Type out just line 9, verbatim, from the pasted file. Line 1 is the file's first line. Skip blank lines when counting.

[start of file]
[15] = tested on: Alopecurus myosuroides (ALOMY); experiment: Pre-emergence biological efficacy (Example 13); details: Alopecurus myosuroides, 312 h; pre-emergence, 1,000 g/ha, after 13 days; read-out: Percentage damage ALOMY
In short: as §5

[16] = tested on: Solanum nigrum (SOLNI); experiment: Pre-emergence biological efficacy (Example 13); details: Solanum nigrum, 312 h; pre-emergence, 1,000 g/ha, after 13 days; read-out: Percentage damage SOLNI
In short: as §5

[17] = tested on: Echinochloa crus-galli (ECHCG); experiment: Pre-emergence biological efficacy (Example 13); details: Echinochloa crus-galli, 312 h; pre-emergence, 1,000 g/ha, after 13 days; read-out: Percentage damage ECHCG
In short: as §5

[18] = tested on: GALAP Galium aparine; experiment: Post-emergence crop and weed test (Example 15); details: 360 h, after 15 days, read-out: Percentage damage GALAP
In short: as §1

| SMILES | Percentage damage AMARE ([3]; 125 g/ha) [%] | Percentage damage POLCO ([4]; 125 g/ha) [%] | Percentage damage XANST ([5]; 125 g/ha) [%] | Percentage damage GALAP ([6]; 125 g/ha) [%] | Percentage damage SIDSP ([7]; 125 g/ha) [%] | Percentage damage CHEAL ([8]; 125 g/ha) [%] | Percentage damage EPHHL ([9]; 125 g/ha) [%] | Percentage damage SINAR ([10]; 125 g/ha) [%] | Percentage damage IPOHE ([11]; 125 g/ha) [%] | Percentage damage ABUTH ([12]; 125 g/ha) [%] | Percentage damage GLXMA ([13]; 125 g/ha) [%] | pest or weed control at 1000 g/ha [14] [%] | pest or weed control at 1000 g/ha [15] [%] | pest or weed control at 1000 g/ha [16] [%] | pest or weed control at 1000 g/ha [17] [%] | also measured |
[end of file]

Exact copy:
| SMILES | Percentage damage AMARE ([3]; 125 g/ha) [%] | Percentage damage POLCO ([4]; 125 g/ha) [%] | Percentage damage XANST ([5]; 125 g/ha) [%] | Percentage damage GALAP ([6]; 125 g/ha) [%] | Percentage damage SIDSP ([7]; 125 g/ha) [%] | Percentage damage CHEAL ([8]; 125 g/ha) [%] | Percentage damage EPHHL ([9]; 125 g/ha) [%] | Percentage damage SINAR ([10]; 125 g/ha) [%] | Percentage damage IPOHE ([11]; 125 g/ha) [%] | Percentage damage ABUTH ([12]; 125 g/ha) [%] | Percentage damage GLXMA ([13]; 125 g/ha) [%] | pest or weed control at 1000 g/ha [14] [%] | pest or weed control at 1000 g/ha [15] [%] | pest or weed control at 1000 g/ha [16] [%] | pest or weed control at 1000 g/ha [17] [%] | also measured |